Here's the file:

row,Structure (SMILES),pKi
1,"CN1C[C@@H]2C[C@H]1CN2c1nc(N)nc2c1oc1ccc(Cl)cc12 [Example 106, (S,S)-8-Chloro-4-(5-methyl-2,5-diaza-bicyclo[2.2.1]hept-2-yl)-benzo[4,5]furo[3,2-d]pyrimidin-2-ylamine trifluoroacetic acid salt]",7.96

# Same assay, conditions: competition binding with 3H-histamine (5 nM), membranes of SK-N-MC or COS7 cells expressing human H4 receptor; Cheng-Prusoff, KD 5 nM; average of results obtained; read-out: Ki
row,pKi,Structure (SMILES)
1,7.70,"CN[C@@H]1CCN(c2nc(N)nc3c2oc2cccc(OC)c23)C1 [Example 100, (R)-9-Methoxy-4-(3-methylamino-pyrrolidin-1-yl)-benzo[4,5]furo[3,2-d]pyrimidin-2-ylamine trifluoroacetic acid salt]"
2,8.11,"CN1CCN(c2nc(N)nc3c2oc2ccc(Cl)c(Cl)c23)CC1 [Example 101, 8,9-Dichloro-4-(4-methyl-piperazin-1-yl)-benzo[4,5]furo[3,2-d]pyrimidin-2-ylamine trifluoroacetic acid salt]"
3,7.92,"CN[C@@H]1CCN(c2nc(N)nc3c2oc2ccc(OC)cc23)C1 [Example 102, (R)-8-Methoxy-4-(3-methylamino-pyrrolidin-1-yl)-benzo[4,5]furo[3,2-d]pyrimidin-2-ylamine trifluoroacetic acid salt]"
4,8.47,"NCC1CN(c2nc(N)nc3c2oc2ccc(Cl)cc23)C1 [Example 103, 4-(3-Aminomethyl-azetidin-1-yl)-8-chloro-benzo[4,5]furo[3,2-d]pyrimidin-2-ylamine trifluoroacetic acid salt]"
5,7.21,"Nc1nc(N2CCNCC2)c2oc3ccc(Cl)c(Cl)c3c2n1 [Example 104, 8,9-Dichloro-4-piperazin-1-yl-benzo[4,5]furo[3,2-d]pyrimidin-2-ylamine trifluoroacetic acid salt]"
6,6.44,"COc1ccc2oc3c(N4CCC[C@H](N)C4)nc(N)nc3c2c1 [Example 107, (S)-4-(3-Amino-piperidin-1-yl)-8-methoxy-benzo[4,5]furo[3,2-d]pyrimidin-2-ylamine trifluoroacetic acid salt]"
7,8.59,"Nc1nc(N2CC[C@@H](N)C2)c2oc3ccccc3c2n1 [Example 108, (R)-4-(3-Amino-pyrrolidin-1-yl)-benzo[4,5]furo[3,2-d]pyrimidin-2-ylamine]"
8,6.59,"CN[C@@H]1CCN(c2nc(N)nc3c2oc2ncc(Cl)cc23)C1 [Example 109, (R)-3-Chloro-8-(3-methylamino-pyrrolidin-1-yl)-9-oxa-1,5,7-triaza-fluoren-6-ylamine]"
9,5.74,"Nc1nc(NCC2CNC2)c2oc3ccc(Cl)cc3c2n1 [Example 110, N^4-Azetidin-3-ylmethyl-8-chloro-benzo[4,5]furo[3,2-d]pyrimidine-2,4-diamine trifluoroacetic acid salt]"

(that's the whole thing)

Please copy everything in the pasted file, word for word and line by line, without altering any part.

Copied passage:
row,Structure (SMILES),pKi
1,"CN1C[C@@H]2C[C@H]1CN2c1nc(N)nc2c1oc1ccc(Cl)cc12 [Example 106, (S,S)-8-Chloro-4-(5-methyl-2,5-diaza-bicyclo[2.2.1]hept-2-yl)-benzo[4,5]furo[3,2-d]pyrimidin-2-ylamine trifluoroacetic acid salt]",7.96

# Same assay, conditions: competition binding with 3H-histamine (5 nM), membranes of SK-N-MC or COS7 cells expressing human H4 receptor; Cheng-Prusoff, KD 5 nM; average of results obtained; read-out: Ki
row,pKi,Structure (SMILES)
1,7.70,"CN[C@@H]1CCN(c2nc(N)nc3c2oc2cccc(OC)c23)C1 [Example 100, (R)-9-Methoxy-4-(3-methylamino-pyrrolidin-1-yl)-benzo[4,5]furo[3,2-d]pyrimidin-2-ylamine trifluoroacetic acid salt]"
2,8.11,"CN1CCN(c2nc(N)nc3c2oc2ccc(Cl)c(Cl)c23)CC1 [Example 101, 8,9-Dichloro-4-(4-methyl-piperazin-1-yl)-benzo[4,5]furo[3,2-d]pyrimidin-2-ylamine trifluoroacetic acid salt]"
3,7.92,"CN[C@@H]1CCN(c2nc(N)nc3c2oc2ccc(OC)cc23)C1 [Example 102, (R)-8-Methoxy-4-(3-methylamino-pyrrolidin-1-yl)-benzo[4,5]furo[3,2-d]pyrimidin-2-ylamine trifluoroacetic acid salt]"
4,8.47,"NCC1CN(c2nc(N)nc3c2oc2ccc(Cl)cc23)C1 [Example 103, 4-(3-Aminomethyl-azetidin-1-yl)-8-chloro-benzo[4,5]furo[3,2-d]pyrimidin-2-ylamine trifluoroacetic acid salt]"
5,7.21,"Nc1nc(N2CCNCC2)c2oc3ccc(Cl)c(Cl)c3c2n1 [Example 104, 8,9-Dichloro-4-piperazin-1-yl-benzo[4,5]furo[3,2-d]pyrimidin-2-ylamine trifluoroacetic acid salt]"
6,6.44,"COc1ccc2oc3c(N4CCC[C@H](N)C4)nc(N)nc3c2c1 [Example 107, (S)-4-(3-Amino-piperidin-1-yl)-8-methoxy-benzo[4,5]furo[3,2-d]pyrimidin-2-ylamine trifluoroacetic acid salt]"
7,8.59,"Nc1nc(N2CC[C@@H](N)C2)c2oc3ccccc3c2n1 [Example 108, (R)-4-(3-Amino-pyrrolidin-1-yl)-benzo[4,5]furo[3,2-d]pyrimidin-2-ylamine]"
8,6.59,"CN[C@@H]1CCN(c2nc(N)nc3c2oc2ncc(Cl)cc23)C1 [Example 109, (R)-3-Chloro-8-(3-methylamino-pyrrolidin-1-yl)-9-oxa-1,5,7-triaza-fluoren-6-ylamine]"
9,5.74,"Nc1nc(NCC2CNC2)c2oc3ccc(Cl)cc3c2n1 [Example 110, N^4-Azetidin-3-ylmethyl-8-chloro-benzo[4,5]furo[3,2-d]pyrimidine-2,4-diamine trifluoroacetic acid salt]"